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Hitting the Streets with 'Street Fighter: The Legend of Chun-Li'

VFX Supervisor Marc Kolbe gives a blow by blow account of the CG work in Street Fighter: The Legend of Chun-Li.

The more than 300 vfx shots on Street Fighter were accomplished by multiple studios. Photos by Patrick Brown. All images TM and © 2009 Capcom Co. Ltd. All rights reserved. 

It's hard to believe that it was more than 20 years ago that Capcom released the first of its popular Street Fighter videogames to arcade-goers in the fall of 1987. It was just a few years after that when the series' real impact on the gaming community hit with the 1991 sequel, Street Fighter II. Instantly spawning a new way of looking at arcade fighting games, the sequel was the first time players were able to select and pair characters from a variety of different options. One of these characters, the young Chinese fighter Chun-Li, was an instant hit with Street Fighter fans and her story forms the basis for the new live-action film adaptation, Street Fighter: The Legend of Chun-Li, out today from Twentieth Century Fox and Hyde Park Films.

Previously adapted into a big-budget blockbuster in 1994, Street Fighter, alongside many other videogame cinematic adaptations, has proved that moving pixels around can be a tricky process and one that tends to require an appropriate measure of vfx work. It's the job of Visual Effects Supervisor Marc Kolbe to blend the bigger-than-life action and fantasy of the videogame with the film's verisimilitude, a task that has to be necessarily balanced against the film's modest budget.

Shots that weren't wire removal and greenscreen video replacements were in service of creating a believable and cool

Kolbe has maintained an ever-growing list of credits in the vfx field since his earliest interest in the digital world in 1989, though it wasn't until Independence Day in 1996 that he scored his first major credit doing previs compositing. Since then, Kolbe has served as supervisor on roughly two dozen projects, supervising teams of artists as small as ten and as big as 300, usually incorporating the work of at least four different facilities into the final product, bridging the gap between the film's director and the digital world.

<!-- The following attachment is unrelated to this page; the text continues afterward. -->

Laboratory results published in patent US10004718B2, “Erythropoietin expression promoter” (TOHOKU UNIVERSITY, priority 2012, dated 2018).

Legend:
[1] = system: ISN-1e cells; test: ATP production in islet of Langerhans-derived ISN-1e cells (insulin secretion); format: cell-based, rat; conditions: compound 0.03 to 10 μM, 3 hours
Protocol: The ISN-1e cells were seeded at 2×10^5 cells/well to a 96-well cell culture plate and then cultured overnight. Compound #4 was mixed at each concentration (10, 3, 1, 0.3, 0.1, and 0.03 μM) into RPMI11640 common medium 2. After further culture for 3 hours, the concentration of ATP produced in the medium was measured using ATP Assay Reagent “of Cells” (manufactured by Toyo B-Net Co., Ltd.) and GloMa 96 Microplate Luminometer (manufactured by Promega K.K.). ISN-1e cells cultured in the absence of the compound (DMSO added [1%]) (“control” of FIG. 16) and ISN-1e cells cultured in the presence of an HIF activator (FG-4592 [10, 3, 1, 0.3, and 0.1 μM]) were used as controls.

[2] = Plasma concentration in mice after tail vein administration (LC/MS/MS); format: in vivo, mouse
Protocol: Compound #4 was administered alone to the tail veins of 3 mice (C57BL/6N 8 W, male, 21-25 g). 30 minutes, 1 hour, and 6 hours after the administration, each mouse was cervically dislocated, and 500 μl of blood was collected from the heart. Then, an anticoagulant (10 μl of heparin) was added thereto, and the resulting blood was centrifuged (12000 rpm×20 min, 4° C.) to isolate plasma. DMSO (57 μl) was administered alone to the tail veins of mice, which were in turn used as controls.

For Street Fighter, Kolbe's involvement wound up taking him as far as Southeast Asia for the film's principal photography. "[I joined] last minute," says Kolbe of his experience. "I was referred to the producers. They needed a supervisor and the film was starting to shoot in two weeks... Next thing I knew, I was on a plane to Thailand."

After arriving on-set, Kolbe was responsible for overseeing work done at a number of separate facilities, each working on different aspects of the film's vfx and running an international gamut, including EFX, Sony Pictures Imageworks in India and Avatar VFX in Los Angeles, in addition to the in-house team that was established especially for the production and run by Kolbe himself.

In the film, Kristen Kreuk plays the titular Chun-Li, a young woman trained in martial arts by her father. After he is kidnapped by villainous gang leader Bison (Neal McDonough), she goes on a quest to save him, battling Bison's men and anyone else who stands in her way. Though there is a great deal of physical demand for the actors and actresses, the sweat can sometimes be alleviated by the right amount of vfx planning.

Chun-Li trains with her master, Gen. She must fight the evil Bison to save her kidnapped father. VFX Supervisor Marc Kolbe worked with the director to make sure the shots were necessary fixes to fight scenes.